I’m Paula Baack, the author of Rescue the Teacher, Save the Child!, TUNE IN TOMORROW. Here’s a tease: The stagnation of America’s school boards.
PLEASE SHARE THIS LINK WITH ANY AND ALL . If you’re experiencing unfair practices in your teaching position, please reach out to me at rescuetheteacher @yahoo.com! Oh, and buy my book TODAY and help a retired teacher pursue her purpose!
‘The mediocre teacher tells. The good teacher explains. The great teacher demonstrates. The superior teacher inspires.’ ― William Arthur WardWhich teacher are you? Which teacher is teaching your children?
Summers off, paid vacations during the year, retirement benefits, need I go on? Those are all misnomers regarding the title of teacher. If you are a dedicated teacher, you spend your summers preparing for the oncoming year. And by the way, teachers have a 180 day contract spread over 12 months. There are NO paid vacations. My retirement benefits do not reflect the current inflation nor the cost of living. Need I go on?!
I’m Paula Baack, the author of Rescue the Teacher, Save the Child!, where I chronicled my failures, successes and teachable moments. Teaching was my calling, not because of social status, pay or ease but because of the incredible experiences of watching children grow. I believe the call to teach has been replaced by the “I don’t know what to do so I guess I’ll teach” syndrome. I am sad to admit I fell into that category in college and this lack-luster attitude followed me for the first five years of teaching. Continuing with What’s Really Wrong with American Education: Teachers who choose the vocation for all the wrong reasons.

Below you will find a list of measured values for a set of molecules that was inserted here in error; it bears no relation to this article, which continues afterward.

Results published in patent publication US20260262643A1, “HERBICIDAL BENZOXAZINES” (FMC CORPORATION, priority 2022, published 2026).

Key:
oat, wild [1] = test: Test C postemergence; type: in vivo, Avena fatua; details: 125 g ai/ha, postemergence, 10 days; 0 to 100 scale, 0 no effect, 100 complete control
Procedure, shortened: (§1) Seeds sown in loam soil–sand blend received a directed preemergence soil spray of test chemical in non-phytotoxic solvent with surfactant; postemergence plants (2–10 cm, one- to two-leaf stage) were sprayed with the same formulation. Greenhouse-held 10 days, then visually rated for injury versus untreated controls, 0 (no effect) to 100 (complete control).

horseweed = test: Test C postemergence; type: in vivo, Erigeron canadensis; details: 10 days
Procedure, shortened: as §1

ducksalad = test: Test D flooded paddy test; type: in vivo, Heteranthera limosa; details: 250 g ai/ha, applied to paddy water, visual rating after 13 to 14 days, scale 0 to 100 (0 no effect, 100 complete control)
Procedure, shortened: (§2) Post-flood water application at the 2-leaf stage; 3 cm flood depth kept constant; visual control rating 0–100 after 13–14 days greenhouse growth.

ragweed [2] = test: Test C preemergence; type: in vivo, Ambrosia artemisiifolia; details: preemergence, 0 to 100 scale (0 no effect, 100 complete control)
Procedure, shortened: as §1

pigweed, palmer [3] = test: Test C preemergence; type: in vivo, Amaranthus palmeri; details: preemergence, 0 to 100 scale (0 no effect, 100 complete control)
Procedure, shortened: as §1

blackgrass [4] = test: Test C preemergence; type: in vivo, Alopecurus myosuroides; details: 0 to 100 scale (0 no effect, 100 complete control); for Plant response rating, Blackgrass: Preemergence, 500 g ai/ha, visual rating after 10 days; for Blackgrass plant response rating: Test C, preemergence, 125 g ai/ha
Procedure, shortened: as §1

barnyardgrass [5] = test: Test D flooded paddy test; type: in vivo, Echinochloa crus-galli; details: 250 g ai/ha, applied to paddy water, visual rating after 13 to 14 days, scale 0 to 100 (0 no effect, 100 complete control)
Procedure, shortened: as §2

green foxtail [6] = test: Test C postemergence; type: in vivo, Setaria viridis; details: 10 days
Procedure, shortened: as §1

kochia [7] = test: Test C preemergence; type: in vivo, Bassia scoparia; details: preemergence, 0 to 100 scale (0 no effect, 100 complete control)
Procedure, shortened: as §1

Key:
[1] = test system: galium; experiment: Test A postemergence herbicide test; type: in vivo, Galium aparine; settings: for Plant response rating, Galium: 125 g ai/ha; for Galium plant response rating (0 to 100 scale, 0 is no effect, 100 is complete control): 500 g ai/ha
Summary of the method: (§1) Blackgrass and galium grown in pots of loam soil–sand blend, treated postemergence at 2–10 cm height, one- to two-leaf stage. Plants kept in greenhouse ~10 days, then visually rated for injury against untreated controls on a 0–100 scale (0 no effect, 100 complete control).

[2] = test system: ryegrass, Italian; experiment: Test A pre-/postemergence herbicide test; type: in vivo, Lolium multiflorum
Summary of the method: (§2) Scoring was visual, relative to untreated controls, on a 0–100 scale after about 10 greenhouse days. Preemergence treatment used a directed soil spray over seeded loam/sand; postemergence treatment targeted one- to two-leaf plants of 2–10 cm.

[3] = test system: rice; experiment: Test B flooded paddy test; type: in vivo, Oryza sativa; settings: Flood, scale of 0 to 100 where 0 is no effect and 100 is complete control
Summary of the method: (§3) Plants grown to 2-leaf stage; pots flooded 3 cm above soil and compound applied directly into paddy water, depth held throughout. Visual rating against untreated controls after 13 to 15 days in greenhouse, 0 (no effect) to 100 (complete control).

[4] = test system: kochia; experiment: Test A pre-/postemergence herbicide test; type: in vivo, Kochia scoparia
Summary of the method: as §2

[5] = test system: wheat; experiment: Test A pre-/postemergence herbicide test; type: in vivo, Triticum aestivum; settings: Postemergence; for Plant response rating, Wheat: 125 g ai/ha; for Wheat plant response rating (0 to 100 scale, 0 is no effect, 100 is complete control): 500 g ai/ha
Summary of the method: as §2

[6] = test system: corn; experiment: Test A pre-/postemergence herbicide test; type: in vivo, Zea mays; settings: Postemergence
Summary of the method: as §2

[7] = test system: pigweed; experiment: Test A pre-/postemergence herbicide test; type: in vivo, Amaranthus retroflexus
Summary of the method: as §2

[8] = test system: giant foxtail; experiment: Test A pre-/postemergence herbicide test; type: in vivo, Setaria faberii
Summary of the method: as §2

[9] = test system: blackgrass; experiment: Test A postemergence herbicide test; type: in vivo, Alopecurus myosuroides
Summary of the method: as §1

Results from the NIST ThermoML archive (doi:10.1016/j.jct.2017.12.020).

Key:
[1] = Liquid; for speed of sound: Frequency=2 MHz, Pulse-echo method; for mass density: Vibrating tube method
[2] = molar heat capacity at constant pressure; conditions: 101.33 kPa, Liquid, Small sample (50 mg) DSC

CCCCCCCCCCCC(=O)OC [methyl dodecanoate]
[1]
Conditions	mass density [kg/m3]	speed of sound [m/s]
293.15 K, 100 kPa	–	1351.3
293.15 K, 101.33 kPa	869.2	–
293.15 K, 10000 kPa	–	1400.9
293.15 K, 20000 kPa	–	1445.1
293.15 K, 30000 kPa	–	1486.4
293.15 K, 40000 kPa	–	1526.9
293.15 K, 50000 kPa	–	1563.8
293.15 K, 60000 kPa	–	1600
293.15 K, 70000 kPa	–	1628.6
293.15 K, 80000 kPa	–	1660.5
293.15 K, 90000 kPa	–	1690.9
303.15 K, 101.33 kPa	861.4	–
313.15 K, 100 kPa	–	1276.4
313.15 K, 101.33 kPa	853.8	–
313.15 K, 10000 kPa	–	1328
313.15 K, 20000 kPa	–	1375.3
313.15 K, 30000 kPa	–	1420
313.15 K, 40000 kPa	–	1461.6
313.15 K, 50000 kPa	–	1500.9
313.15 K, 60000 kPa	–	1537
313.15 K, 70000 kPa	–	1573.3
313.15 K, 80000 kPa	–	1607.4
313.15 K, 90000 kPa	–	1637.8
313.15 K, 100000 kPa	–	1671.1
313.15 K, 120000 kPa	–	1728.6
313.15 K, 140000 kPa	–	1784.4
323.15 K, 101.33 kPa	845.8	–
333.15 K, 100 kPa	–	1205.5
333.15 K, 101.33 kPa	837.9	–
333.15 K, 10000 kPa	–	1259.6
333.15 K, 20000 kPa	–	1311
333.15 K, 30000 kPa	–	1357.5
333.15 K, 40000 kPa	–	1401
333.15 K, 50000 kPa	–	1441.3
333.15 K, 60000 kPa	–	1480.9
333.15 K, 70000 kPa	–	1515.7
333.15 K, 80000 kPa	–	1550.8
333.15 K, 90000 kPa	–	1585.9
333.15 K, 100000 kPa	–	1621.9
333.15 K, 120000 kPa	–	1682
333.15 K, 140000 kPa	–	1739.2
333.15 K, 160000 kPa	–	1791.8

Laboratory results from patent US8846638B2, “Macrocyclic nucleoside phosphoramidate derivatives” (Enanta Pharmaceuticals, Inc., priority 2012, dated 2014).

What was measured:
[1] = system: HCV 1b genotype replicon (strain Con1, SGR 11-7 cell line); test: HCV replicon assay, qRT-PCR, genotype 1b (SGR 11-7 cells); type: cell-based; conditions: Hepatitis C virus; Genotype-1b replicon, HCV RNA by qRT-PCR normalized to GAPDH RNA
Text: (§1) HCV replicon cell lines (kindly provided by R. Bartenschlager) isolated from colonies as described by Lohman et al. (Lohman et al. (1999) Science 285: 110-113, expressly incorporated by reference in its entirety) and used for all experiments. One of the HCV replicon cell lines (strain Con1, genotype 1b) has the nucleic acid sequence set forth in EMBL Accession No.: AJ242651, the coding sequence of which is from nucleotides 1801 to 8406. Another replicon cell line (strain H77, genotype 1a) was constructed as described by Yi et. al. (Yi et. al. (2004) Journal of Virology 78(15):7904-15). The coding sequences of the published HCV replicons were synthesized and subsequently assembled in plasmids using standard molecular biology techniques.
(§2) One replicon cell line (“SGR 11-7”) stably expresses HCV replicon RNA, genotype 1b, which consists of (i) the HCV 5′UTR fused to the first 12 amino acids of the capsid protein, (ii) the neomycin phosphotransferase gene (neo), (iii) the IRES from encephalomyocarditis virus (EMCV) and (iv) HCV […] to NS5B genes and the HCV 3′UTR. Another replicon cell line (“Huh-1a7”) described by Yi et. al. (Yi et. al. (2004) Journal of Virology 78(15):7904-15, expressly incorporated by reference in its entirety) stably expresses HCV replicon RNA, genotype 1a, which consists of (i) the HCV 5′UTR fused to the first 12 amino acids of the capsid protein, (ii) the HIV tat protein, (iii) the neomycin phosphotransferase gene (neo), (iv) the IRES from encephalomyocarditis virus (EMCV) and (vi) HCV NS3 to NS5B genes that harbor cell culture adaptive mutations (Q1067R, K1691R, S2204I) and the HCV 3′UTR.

You can spot these less than dedicated teachers: they dress, act and speak like their students; their mantra is it’s more important to be “cool” than to have credibility; they perform the bare minimum of instructing, grading and creativity; you can find them rushing in 10 minutes before their first class begins and leaving at the end of the day when the students depart; parents seldom criticize them, for these educators fly below the radar when it comes to student expectations. Let’s not forget that lowered expectations charm students into picking teachers who give the easy “A.” How do you know if you’re cut out to teach? Here are just three guidelines: